*Please excuse any writing errors. This was a post I couldn’t read back.
It was the third week that my newborn daughter was in the NICU. I was waiting for my husband to get home so we could visit her in the hospital when I started feeling nauseous. Anxiety came crashing down on me and my heart started racing. The more I thought about the drive to the hospital where I gave birth to my daughter, the worse I felt and I ended up getting sick all over the bedroom carpet.
On the way to the hospital, my nerves start getting worse and by the time we enter the hospital parking garage, I got sick again and couldn’t stop shaking. The closer we got to the NICU on the 6th floor of the hospital, I was in such a panic and started crying.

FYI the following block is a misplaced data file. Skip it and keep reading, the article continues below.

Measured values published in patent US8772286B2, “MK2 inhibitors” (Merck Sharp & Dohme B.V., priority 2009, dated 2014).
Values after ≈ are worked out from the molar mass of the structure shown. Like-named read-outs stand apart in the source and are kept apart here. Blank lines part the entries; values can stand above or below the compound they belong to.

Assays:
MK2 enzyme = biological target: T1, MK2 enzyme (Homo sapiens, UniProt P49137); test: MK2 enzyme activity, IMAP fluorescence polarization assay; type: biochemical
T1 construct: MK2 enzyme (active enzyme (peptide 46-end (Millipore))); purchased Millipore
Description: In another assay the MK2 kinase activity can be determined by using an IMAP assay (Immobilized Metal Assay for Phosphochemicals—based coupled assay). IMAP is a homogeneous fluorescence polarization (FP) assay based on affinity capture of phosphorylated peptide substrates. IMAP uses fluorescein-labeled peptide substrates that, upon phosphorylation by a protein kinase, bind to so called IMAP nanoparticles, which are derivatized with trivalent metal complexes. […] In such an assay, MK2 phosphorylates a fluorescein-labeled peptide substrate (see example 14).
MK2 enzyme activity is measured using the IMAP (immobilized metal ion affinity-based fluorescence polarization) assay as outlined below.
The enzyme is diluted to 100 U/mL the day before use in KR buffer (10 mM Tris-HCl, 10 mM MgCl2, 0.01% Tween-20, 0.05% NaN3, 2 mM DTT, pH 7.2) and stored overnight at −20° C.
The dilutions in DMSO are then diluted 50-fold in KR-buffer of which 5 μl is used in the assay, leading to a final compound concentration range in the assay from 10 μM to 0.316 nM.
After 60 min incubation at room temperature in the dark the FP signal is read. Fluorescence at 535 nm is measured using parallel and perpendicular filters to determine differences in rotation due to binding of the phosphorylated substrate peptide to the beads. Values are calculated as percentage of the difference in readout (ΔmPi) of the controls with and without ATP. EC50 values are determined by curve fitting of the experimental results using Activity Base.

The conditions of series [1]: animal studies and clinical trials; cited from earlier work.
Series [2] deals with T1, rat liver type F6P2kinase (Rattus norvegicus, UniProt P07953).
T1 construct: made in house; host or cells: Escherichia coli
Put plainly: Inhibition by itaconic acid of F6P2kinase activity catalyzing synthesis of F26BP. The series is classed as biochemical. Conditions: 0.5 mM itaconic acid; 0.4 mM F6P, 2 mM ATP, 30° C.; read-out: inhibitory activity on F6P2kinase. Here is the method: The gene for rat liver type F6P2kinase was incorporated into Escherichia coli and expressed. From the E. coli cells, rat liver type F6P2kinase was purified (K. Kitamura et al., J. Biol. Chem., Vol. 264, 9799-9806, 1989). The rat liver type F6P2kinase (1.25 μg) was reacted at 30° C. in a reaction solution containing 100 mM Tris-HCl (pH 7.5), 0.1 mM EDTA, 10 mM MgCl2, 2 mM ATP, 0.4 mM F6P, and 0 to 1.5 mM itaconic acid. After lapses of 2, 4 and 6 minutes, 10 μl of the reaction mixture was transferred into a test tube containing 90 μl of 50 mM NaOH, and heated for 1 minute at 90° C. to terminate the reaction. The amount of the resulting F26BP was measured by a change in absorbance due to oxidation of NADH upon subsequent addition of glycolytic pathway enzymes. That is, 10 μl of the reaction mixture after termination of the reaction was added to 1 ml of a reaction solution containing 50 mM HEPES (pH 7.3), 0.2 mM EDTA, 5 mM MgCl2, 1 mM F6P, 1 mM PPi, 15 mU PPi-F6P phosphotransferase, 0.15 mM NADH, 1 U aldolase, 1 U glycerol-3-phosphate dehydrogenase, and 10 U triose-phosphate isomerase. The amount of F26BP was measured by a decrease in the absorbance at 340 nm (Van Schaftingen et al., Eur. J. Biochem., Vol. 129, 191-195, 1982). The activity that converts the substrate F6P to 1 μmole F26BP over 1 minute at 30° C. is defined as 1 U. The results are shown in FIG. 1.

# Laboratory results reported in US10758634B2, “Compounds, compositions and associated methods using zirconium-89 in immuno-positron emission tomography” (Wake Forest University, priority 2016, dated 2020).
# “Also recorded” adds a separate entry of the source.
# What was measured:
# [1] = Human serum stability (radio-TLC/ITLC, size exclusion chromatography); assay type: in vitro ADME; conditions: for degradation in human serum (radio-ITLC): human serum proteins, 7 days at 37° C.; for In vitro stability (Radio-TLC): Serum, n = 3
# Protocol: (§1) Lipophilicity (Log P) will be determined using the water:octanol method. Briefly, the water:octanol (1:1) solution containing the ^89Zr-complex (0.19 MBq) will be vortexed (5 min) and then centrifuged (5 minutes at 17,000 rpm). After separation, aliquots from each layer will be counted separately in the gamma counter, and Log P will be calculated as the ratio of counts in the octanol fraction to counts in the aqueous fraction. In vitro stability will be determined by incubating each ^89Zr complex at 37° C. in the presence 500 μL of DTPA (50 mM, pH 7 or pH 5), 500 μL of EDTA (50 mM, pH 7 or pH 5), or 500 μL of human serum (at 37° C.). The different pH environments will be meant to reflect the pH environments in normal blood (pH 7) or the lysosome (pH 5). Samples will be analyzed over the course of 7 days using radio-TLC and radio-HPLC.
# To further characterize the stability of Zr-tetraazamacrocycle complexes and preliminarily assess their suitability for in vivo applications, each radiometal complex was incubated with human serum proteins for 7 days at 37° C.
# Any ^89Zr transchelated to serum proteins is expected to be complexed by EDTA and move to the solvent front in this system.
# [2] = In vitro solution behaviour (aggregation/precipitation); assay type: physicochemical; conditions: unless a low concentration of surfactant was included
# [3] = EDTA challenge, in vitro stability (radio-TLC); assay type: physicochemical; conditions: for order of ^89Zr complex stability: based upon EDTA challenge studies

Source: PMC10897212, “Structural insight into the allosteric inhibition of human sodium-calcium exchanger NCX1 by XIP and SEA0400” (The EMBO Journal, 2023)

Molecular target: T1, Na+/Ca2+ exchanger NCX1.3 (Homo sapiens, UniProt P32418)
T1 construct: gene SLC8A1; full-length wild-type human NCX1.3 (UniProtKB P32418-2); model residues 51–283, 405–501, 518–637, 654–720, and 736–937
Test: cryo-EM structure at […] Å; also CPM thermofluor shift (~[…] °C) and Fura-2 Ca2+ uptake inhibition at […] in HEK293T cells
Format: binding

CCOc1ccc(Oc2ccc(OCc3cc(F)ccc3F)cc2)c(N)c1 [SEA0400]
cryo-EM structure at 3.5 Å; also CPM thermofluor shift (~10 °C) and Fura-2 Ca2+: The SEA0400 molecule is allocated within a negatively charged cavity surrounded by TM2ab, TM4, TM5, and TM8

My husband assumed it was because of our daughter being in the NICU for 3 weeks because of low blood sugar. I didn’t say anything like I should have but it was that day that I knew something was very wrong. It wasn’t until a year later that I first heard of postpartum post traumatic stress disorder.
I had always assumed that when it came to PTSD, it was something only soldiers got when fighting in a war. Then the pieces started coming together.
I wasn’t happy with the prenatal care I received but couldn’t do anything about it. My husband is in the military and at the time we were in close proximity to a couple of military hospitals. If that’s the case, our insurance won’t let you see a “civilian” doctor.